Dealing with a Total Loss Vehicle

Property Damage – Table of Contents

  1. Introduction
  2. Getting Your Vehicle Repaired
  3. Dealing with a Total Loss Vehicle
  4. Rental Car Issues
  5. Payments and Deductibles
  6. Insurance Company Fairness
  7. Personal Injury Claims and Other Losses
  8. Tips for Dealing with Insurance Adjusters

Dealing with a Total Loss Vehicle

How is total loss determined?

If the vehicle cannot be structurally repaired, it is considered a total loss. In addition, the vehicle may be declared a total loss if the cost to repair your vehicle is more than a certain percentage of its fair market value before the accident. (This percentage is usually between 70% and 80%.)

The law in Washington State does not require the insurance company to pay for repairs that total more than the vehicle’s fair market value before the accident.

How is a vehicle’s fair market value determined?

Fair market value is defined as the amount that a seller (who is not being forced to sell) and a buyer (who is not being forced to buy) would reasonably agree on as the sales price for the vehicle just before the accident occurred. This means that in addition to the year, make, and model of the vehicle, information about the mileage and condition of the vehicle are considered in determining fair market value.

The insurance company is required to rely on data about actual sales of similar vehicles that have taken place in your region or local market. There are several companies (the two largest are CCC and ADP) who survey the market and report this information to insurance companies. The insurance company may not use a so-called “book figure” from consumer guides such as Kelly Blue Book or to establish fair market value.

What is included in a total loss settlement offer?

The insurance company must include the following items in a total loss settlement offer:

  1. Fair market value of the vehicle just before the accident occurred.
  2. Sales tax on the fair market value amount.
  3. Pro-rated unused portion of the license tab fees.
  4. Payment for a rental car for you up to the point that the settlement offer is made. (If you don’t use a rental car, you are entitled to receive an amount equivalent to the cost of a rental car for the same period representing your “loss of use.”)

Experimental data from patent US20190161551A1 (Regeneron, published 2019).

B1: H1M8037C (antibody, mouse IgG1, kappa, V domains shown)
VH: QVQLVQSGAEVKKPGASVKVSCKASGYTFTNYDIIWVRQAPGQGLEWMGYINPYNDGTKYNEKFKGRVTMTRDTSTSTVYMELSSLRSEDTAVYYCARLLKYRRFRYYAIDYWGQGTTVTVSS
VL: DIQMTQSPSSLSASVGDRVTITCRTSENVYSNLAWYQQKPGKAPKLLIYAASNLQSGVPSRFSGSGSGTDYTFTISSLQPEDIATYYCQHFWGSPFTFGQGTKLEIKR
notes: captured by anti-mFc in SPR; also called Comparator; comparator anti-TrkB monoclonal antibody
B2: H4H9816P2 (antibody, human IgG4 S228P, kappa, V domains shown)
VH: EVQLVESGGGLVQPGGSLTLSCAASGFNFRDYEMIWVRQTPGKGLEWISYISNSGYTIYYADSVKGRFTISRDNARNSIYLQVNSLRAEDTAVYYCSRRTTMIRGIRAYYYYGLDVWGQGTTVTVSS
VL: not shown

5. Title transfer fee.

If you agree to the settlement offer, you are required to provide the insurance company with title to the vehicle and possession of the vehicle before you receive the settlement check. You don’t get to keep the vehicle.

Can I negotiate with the insurance company regarding the fair market value of my vehicle?

Yes. If you feel that the total loss settlement offered by the insurance company is inadequate, you have every right to present information to support an increased fair market value. You are required to supply documentation for your claims, which may include any of the following:

  • Odometer (mileage) reading.
  • Photos of the vehicle, especially photos of both the damaged and undamaged areas from different angles, as well as photos of the interior.
  • Receipts for add-on equipment you purchased, such as mag wheels, high-end stereo systems, special paint jobs, etc.
  • Purchase documents if you have owned the car for less than four months.
  • Written estimates from two or three local car dealers on what amount they would have paid for your vehicle before it was damaged.

Note: Items that are considered normal vehicle maintenance, such as tune-ups, new tires, etc., are not considered in the determination of fair market value.

What if the total loss settlement offer is less than the amount I owe on the vehicle loan?

Under the terms of most auto loan agreements, you are responsible for paying the difference to the holder of the loan. It’s a fact of the market that some cars, especially new cars, lose fair market value faster than loan balance decreases as you pay off the loan.

To deal with this problem, most auto loan providers offer “gap” insurance, which covers this difference, or gap, in the event your vehicle is declared a total loss.

What if I want to keep the damaged vehicle that has been declared a total loss?

To keep the vehicle, you must pay the insurance company the “salvage value” of the vehicle. You have the right to match the highest bid from an auto wrecker for your vehicle, and the insurance company will pay you the fair market settlement less the salvage value.

If you keep your vehicle, you must notify the State of Washington by writing on the title document that the vehicle was “TOTALED,” and then send the title to the Department of Licensing (DOL). The DOL has procedures by which you can repair the vehicle, have it inspected, and return it to service. Contact the DOL Customer Service Unit for details.

Note: If you vehicle still has an outstanding loan balance, you may have to negotiate an agreement with the holder of the auto loan to keep the salvaged vehicle.

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